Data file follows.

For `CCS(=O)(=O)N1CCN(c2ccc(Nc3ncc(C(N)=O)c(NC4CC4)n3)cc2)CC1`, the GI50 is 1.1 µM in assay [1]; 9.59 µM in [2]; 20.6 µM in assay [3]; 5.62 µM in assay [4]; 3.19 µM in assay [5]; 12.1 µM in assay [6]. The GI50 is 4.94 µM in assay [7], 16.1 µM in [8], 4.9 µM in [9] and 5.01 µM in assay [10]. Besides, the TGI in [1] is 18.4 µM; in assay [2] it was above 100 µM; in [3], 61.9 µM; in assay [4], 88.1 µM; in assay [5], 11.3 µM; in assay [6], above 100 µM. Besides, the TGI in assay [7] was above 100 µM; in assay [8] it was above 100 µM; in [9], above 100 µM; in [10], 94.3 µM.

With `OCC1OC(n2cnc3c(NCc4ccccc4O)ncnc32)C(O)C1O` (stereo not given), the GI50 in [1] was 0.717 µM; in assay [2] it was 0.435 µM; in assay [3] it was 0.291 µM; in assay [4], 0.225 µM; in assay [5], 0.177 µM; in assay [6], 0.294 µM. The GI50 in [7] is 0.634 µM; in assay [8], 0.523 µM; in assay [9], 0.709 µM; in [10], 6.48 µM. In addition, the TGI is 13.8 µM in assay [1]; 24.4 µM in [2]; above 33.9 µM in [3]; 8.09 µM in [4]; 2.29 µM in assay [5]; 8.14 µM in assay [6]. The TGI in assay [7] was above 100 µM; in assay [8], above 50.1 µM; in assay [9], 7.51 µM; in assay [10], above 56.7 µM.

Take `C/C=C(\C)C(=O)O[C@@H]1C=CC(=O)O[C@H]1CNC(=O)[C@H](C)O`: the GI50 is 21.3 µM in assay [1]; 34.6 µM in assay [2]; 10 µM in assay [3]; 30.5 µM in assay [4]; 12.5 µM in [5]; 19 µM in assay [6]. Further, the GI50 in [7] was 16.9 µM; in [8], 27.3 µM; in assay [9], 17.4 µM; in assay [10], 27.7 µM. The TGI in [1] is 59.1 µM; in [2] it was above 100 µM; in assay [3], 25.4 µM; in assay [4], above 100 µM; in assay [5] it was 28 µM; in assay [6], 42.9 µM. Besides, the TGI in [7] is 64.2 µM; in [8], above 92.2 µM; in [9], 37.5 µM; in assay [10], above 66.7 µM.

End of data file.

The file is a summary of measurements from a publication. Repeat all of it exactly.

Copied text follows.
For `CCS(=O)(=O)N1CCN(c2ccc(Nc3ncc(C(N)=O)c(NC4CC4)n3)cc2)CC1`, the GI50 is 1.1 µM in assay [1]; 9.59 µM in [2]; 20.6 µM in assay [3]; 5.62 µM in assay [4]; 3.19 µM in assay [5]; 12.1 µM in assay [6]. The GI50 is 4.94 µM in assay [7], 16.1 µM in [8], 4.9 µM in [9] and 5.01 µM in assay [10]. Besides, the TGI in [1] is 18.4 µM; in assay [2] it was above 100 µM; in [3], 61.9 µM; in assay [4], 88.1 µM; in assay [5], 11.3 µM; in assay [6], above 100 µM. Besides, the TGI in assay [7] was above 100 µM; in assay [8] it was above 100 µM; in [9], above 100 µM; in [10], 94.3 µM.

With `OCC1OC(n2cnc3c(NCc4ccccc4O)ncnc32)C(O)C1O` (stereo not given), the GI50 in [1] was 0.717 µM; in assay [2] it was 0.435 µM; in assay [3] it was 0.291 µM; in assay [4], 0.225 µM; in assay [5], 0.177 µM; in assay [6], 0.294 µM. The GI50 in [7] is 0.634 µM; in assay [8], 0.523 µM; in assay [9], 0.709 µM; in [10], 6.48 µM. In addition, the TGI is 13.8 µM in assay [1]; 24.4 µM in [2]; above 33.9 µM in [3]; 8.09 µM in [4]; 2.29 µM in assay [5]; 8.14 µM in assay [6]. The TGI in assay [7] was above 100 µM; in assay [8], above 50.1 µM; in assay [9], 7.51 µM; in assay [10], above 56.7 µM.

Take `C/C=C(\C)C(=O)O[C@@H]1C=CC(=O)O[C@H]1CNC(=O)[C@H](C)O`: the GI50 is 21.3 µM in assay [1]; 34.6 µM in assay [2]; 10 µM in assay [3]; 30.5 µM in assay [4]; 12.5 µM in [5]; 19 µM in assay [6]. Further, the GI50 in [7] was 16.9 µM; in [8], 27.3 µM; in assay [9], 17.4 µM; in assay [10], 27.7 µM. The TGI in [1] is 59.1 µM; in [2] it was above 100 µM; in assay [3], 25.4 µM; in assay [4], above 100 µM; in assay [5] it was 28 µM; in assay [6], 42.9 µM. Besides, the TGI in [7] is 64.2 µM; in [8], above 92.2 µM; in [9], 37.5 µM; in assay [10], above 66.7 µM.